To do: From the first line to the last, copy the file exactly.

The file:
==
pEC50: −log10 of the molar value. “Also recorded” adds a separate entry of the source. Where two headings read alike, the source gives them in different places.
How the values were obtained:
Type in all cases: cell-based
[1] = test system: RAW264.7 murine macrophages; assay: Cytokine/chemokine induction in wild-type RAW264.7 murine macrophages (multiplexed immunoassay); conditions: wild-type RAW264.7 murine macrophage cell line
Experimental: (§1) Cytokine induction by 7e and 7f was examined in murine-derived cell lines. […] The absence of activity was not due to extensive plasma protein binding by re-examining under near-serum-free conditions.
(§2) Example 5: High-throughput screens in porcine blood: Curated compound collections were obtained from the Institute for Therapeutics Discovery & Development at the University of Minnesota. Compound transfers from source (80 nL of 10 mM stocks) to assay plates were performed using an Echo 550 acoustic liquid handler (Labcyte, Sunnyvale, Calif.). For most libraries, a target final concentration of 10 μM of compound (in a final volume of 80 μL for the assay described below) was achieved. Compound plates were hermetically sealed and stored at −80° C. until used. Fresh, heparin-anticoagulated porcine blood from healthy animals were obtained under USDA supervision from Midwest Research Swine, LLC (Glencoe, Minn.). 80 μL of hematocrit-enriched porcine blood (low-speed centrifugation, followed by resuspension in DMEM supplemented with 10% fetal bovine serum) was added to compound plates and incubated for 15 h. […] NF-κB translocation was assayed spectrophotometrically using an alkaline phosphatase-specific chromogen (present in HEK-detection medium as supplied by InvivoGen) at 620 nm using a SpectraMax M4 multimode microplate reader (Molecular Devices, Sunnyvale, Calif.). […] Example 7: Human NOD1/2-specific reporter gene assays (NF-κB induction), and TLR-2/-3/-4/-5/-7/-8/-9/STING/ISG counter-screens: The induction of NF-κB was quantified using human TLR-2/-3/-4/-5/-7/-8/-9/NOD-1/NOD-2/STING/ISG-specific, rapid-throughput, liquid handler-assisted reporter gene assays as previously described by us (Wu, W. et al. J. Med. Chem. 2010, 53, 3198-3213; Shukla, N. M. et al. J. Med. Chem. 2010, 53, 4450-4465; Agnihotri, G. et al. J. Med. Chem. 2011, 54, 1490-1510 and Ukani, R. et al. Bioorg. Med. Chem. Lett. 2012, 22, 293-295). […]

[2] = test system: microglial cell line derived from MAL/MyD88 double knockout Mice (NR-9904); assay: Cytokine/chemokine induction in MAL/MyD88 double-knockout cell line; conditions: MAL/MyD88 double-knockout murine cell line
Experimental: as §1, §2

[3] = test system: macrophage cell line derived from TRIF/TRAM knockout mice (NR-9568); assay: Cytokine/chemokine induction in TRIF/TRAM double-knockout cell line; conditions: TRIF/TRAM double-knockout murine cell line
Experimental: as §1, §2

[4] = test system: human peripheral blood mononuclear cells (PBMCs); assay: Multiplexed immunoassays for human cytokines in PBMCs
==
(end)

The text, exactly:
pEC50: −log10 of the molar value. “Also recorded” adds a separate entry of the source. Where two headings read alike, the source gives them in different places.
How the values were obtained:
Type in all cases: cell-based
[1] = test system: RAW264.7 murine macrophages; assay: Cytokine/chemokine induction in wild-type RAW264.7 murine macrophages (multiplexed immunoassay); conditions: wild-type RAW264.7 murine macrophage cell line
Experimental: (§1) Cytokine induction by 7e and 7f was examined in murine-derived cell lines. […] The absence of activity was not due to extensive plasma protein binding by re-examining under near-serum-free conditions.
(§2) Example 5: High-throughput screens in porcine blood: Curated compound collections were obtained from the Institute for Therapeutics Discovery & Development at the University of Minnesota. Compound transfers from source (80 nL of 10 mM stocks) to assay plates were performed using an Echo 550 acoustic liquid handler (Labcyte, Sunnyvale, Calif.). For most libraries, a target final concentration of 10 μM of compound (in a final volume of 80 μL for the assay described below) was achieved. Compound plates were hermetically sealed and stored at −80° C. until used. Fresh, heparin-anticoagulated porcine blood from healthy animals were obtained under USDA supervision from Midwest Research Swine, LLC (Glencoe, Minn.). 80 μL of hematocrit-enriched porcine blood (low-speed centrifugation, followed by resuspension in DMEM supplemented with 10% fetal bovine serum) was added to compound plates and incubated for 15 h. […] NF-κB translocation was assayed spectrophotometrically using an alkaline phosphatase-specific chromogen (present in HEK-detection medium as supplied by InvivoGen) at 620 nm using a SpectraMax M4 multimode microplate reader (Molecular Devices, Sunnyvale, Calif.). […] Example 7: Human NOD1/2-specific reporter gene assays (NF-κB induction), and TLR-2/-3/-4/-5/-7/-8/-9/STING/ISG counter-screens: The induction of NF-κB was quantified using human TLR-2/-3/-4/-5/-7/-8/-9/NOD-1/NOD-2/STING/ISG-specific, rapid-throughput, liquid handler-assisted reporter gene assays as previously described by us (Wu, W. et al. J. Med. Chem. 2010, 53, 3198-3213; Shukla, N. M. et al. J. Med. Chem. 2010, 53, 4450-4465; Agnihotri, G. et al. J. Med. Chem. 2011, 54, 1490-1510 and Ukani, R. et al. Bioorg. Med. Chem. Lett. 2012, 22, 293-295). […]

[2] = test system: microglial cell line derived from MAL/MyD88 double knockout Mice (NR-9904); assay: Cytokine/chemokine induction in MAL/MyD88 double-knockout cell line; conditions: MAL/MyD88 double-knockout murine cell line
Experimental: as §1, §2

[3] = test system: macrophage cell line derived from TRIF/TRAM knockout mice (NR-9568); assay: Cytokine/chemokine induction in TRIF/TRAM double-knockout cell line; conditions: TRIF/TRAM double-knockout murine cell line
Experimental: as §1, §2

[4] = test system: human peripheral blood mononuclear cells (PBMCs); assay: Multiplexed immunoassays for human cytokines in PBMCs